This wasn’t the playoffs or a crucial late-season game, but the excitement around the bullpen was at that sort of level as Johnson first tossed the ball in the outfield, then slid open the gate and made his way into the pen.  Really meaningful Mariner games have been scarce ever since 2001, but Randy was going to give us one even if he got ejected in the first inning. No matter what happened in the game, this would be our last chance to see him up close, so it’s no wonder the stairs leading down to the bullpen were jammed, you saw cameras everywhere, and we craned our necks through the crowd to get a better glimpse. Not even the dour and usually efficient Safeco ushers were able to really manage this crowd.

As Randy threw, one guy who looked a bit like Jay Buhner kept yelling “Randeeee!,” hoping for a wave or glance from Johnson; he didn’t give it. We’ve all heard about the Big Unit’s game face, but I’d never seen it up close.  Separated by a few rows of people, what comes across most clearly is what he doesn’t do: look over at us or the field, or up at the sky, or into the stands, or say anything, sniff the air, take care of an itch, motion at anything other than the catcher.  It’s just him, the ball, the pitching motion, and a catcher’s glove. The “Randeeee!” guy said as much to me when I admitted that yes, I wanted the Unit to win and leave Seattle with a bang. I think we were all hoping for at least a 10-strikeout game, and with luck, a no-hitter.  The Mariners could make up the loss sometime later: getting a game closer to .500 in late May just wasn’t as important as Randy Johnson coming back and delivering something memorable for his audience.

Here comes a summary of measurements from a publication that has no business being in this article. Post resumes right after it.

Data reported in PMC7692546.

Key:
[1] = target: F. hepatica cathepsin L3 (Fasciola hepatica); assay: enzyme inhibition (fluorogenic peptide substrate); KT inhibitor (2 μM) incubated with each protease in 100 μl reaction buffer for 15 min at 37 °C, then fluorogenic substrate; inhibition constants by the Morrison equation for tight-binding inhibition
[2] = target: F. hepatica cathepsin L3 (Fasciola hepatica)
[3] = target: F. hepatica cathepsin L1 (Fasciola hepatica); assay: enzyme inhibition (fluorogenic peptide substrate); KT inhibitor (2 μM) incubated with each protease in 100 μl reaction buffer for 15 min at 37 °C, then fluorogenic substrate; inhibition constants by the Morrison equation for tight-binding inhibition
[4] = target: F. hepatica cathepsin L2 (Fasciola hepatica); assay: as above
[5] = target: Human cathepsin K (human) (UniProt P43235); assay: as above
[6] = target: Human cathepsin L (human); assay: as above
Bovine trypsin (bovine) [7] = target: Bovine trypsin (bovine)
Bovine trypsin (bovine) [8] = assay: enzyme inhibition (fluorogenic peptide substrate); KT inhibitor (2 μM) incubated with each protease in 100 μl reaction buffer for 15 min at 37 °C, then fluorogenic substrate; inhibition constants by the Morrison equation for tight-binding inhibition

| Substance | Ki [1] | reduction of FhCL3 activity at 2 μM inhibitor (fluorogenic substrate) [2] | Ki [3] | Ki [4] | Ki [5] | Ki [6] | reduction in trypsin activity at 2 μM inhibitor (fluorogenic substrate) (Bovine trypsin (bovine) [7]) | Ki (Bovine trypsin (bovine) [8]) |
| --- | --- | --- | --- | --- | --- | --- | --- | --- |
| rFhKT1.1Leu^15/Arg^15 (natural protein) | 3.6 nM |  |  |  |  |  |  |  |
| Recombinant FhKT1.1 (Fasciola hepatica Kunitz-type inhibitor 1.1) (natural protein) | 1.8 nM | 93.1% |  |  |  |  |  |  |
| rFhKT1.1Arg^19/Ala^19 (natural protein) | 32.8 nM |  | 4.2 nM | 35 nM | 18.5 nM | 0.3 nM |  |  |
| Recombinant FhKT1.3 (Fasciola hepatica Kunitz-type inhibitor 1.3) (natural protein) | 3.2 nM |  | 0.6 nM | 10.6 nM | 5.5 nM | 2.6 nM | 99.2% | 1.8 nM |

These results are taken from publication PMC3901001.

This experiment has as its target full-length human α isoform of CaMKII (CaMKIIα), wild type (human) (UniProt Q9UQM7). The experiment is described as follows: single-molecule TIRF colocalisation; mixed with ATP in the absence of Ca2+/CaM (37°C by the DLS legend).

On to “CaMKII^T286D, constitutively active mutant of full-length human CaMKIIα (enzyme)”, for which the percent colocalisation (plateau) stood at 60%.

Johnson stopped throwing, faced the bullpen wall, took his cap off. It took a second for me to realize it was time for the national anthem. I felt sheepish for paying really too much attention to just some warmup throws, put away the camera, tried to regain some perspective. A few people around the bullpen kept taking shots of Johnson as the anthem played.